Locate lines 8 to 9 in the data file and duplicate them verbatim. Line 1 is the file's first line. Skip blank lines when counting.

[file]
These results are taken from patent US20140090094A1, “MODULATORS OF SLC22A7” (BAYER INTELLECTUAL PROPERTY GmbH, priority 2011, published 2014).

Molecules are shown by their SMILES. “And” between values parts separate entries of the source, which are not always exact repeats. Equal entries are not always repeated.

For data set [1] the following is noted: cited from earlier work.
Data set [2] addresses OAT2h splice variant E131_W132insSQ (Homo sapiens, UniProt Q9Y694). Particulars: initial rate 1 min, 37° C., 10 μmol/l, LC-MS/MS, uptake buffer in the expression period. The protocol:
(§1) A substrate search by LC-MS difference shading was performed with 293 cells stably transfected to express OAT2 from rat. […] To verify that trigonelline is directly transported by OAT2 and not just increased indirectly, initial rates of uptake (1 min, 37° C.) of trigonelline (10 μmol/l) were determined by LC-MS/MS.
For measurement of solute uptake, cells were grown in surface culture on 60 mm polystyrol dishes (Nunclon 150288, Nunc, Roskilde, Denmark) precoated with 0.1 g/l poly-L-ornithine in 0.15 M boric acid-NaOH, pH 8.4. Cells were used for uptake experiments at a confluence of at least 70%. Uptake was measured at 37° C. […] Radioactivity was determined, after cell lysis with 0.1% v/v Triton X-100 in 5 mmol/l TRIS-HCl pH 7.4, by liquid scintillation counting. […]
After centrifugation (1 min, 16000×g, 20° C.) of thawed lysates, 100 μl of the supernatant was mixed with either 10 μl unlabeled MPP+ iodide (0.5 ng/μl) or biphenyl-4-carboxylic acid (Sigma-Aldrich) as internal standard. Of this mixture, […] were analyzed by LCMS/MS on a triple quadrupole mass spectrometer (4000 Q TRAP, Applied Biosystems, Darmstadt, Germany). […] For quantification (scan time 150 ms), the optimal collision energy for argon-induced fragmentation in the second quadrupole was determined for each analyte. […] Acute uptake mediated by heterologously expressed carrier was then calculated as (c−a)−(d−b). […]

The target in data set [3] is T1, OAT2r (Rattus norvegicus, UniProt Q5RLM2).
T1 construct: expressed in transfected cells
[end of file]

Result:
The target in data set [3] is T1, OAT2r (Rattus norvegicus, UniProt Q5RLM2).
T1 construct: expressed in transfected cells